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The Cambridge History of English and American Literature in 18 Volumes (1907–21).
Volume XIII. The Victorian Age, Part One.

XI. The Political and Social Novel

§ 13. Elizabeth Cleghorn Gaskell

The present seems the most appropriate place for speaking of the chief contributions to British fiction of Elizabeth Cleghorn Gaskell, a writer of rare charm and, though no one knew better than herself the limits prescribed to her creations, possessed of true powers of both pathos and humour. For, although she preferred to exercise those powers chiefly in tracing the interplay of personal affections and passions, the influence of character upon character, the genial impulses of the soul and the shy sorrows of the heart, and the all-healing love which rises above self, they were, it is certain, first set in motion when her mind was brought to bear upon the social problems and troubles around her. In these, her loving nature was drawn, by personal affliction of its own, to take a sympathetic interest; and Mary Barton, written to beguile a mother’s grief for the loss of her infant son, her first book and that by which her literary reputation was at once established, may justly claim to rank among the most notable of the social novels of the age.

Mrs. Gaskell was described by one of the most faithful and gifted of her and her daughters’ friends as

  • like the best things in her books; full of gracious and tender sympathies, of thoughtful kindness, of pleasant humour, of quick appreciation of utmost simplicity and truthfulness, and uniting with peculiar delicacy and refinement a strength of principle and purpose and straightforwardness in action such as few women possess.
  • But her life was led in conditions of great tranquillity and almost unbroken happiness, and, after her death, the remembrance of her was preserved by the perfect love of those whom she had left behind her and to whom her wishes were law. She desired that no set biography of her should be attempted; and it is thus from her writings only that later generations are likely to gather much beyond the outward facts of her existence. Those who knew her or hers may indulge the belief that in those writings are to be found more than one experience that came very near home to her, transmuted into kindly lessons of resignation and of charity to all men.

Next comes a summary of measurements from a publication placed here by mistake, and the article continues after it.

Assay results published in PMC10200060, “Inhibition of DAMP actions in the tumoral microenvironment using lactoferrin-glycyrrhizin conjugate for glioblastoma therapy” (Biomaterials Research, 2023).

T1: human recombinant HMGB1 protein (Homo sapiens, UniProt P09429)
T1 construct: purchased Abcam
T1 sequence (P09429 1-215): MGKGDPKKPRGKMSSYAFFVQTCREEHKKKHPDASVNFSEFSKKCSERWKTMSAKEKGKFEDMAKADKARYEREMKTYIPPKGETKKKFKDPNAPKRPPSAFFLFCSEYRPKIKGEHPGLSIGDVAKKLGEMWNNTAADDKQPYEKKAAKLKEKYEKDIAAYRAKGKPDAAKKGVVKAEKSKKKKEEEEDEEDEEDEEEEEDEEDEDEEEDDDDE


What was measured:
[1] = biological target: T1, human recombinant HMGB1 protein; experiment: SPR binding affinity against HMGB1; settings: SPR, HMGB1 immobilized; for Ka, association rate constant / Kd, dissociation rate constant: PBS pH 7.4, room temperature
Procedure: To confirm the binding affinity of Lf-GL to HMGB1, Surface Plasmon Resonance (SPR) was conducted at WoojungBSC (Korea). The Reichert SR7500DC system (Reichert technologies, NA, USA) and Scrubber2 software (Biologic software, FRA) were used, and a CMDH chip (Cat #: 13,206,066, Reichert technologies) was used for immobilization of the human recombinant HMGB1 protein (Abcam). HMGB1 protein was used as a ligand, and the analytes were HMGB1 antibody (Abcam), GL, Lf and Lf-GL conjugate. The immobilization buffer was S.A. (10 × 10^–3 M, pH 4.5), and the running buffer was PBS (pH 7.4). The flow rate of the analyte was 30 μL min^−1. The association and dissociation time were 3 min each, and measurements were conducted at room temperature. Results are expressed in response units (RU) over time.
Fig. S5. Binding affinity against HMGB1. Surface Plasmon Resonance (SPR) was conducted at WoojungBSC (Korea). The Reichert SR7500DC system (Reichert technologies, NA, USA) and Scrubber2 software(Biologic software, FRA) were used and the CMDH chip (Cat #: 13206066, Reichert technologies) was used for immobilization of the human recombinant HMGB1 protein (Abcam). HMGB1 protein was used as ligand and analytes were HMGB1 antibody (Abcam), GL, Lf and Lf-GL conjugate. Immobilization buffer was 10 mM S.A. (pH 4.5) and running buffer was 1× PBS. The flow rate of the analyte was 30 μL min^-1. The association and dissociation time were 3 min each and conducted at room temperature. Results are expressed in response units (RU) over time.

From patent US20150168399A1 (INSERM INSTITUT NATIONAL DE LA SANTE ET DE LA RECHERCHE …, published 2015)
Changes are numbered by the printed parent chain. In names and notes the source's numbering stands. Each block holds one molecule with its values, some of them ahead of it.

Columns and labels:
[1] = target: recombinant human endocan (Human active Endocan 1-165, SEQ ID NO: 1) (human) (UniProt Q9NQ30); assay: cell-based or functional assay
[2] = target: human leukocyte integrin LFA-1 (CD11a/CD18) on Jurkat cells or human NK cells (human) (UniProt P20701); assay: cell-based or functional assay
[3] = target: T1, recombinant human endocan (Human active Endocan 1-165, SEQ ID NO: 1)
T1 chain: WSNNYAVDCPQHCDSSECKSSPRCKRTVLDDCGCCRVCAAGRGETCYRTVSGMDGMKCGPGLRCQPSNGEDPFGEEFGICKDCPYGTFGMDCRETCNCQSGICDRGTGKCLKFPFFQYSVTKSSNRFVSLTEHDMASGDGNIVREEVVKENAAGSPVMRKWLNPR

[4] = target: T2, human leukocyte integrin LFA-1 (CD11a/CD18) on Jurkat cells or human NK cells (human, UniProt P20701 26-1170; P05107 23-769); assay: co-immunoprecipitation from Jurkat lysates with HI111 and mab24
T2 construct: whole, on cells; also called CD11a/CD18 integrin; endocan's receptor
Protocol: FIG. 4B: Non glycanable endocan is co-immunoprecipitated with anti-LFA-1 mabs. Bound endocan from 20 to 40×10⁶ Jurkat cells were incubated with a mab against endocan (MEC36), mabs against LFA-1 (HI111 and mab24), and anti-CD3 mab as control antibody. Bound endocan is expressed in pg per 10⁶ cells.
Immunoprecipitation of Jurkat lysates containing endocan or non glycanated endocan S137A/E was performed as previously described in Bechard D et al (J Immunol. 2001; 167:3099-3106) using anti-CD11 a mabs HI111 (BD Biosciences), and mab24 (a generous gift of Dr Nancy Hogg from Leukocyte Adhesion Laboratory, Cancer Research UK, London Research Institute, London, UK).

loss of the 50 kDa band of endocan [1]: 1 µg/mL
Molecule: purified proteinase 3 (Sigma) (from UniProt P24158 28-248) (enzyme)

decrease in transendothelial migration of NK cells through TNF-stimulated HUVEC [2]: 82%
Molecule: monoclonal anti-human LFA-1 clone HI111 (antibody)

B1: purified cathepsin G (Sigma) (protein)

Mrs. Gaskell was born on 29 September, 1810, in what is now known as 93 Cheyne walk and was then called Lindsay row, Chelsea. Her father, member of a Berwick-on-Tweed family “in which ran a strong love of the sea,” was a man of original ability, in turn unitarian minister and (after an interval of schoolmastering and farming) keeper of the treasury records; her maternal grandfather was a descendant of the well-known Lancashire and Cheshire family of Holland, who farmed his own land at Sandle bridge in the latter county. William Stevenson may be fairly set down as the original of minister Holman in Cousin Phillis, and the intimate and enduring connection of the Cheshire Hollands with Knutsford suggested an infinitude of personal and local reminiscences of that town and its vicinity under the aliases of Cranford, Duncombe (in Mr. Harrison’s Confessions) and Hollingford (in Wives and Daughters). At Knutsford (which thus became part of herself), most of Elizabeth Stevenson’s girlhood was spent; the rest was divided between London, Newcastle-on-Tyne (where she resided in the house of a unitarian minister, William Turner, who is said to have suggested some features in the beautiful character of Thurston Benson in Ruth) and at Edinburgh (as humorously recorded in the introduction to Round the Sofa). In 1832, she married William Gaskell, then and to the end of his life, minister of the Cross street unitarian chapel in Manchester and an accomplished scholar, with whom all the rest of her life flowed on in perfect unison. The circle of friends of which she now became part and of which, in time, her house, 84 Plymouth grove, was to be looked upon as a chosen centre, was one of social as well as intellectual distinction; yet it was as a “greater Manchester,” in more than the local sense of the phrase, that she learnt to love the place, till, even on her holidays in Wales, and, afterwards, on the Neckar, in Italy and in her favourite France, she could look back, like Mary Barton on the railway to Liverpool, “towards the factory-chimneys, and the cloud of smoke which hovers over the place, with a feeling akin to Heimwch.” And it is not too much to say that what, from the first, helped to bind her to the city which, for more than fourscore years, was to be her home and that of her daughters, was the care for the poor of which she and they never lost sight. Several years before she began Mary Barton, she and her husband printed the first (and, as it proved, the only) one of a projected series of versified Sketches among the Poor, “rather” as she confidentially put it to her friend Mrs. Howitt, “in the manner of Crabbe, but in a more seeing-beauty spirit.” The influence of Crabbe, tempered in the fashion which this passage indicates, is, as will be seen, traceable in some of her published writings.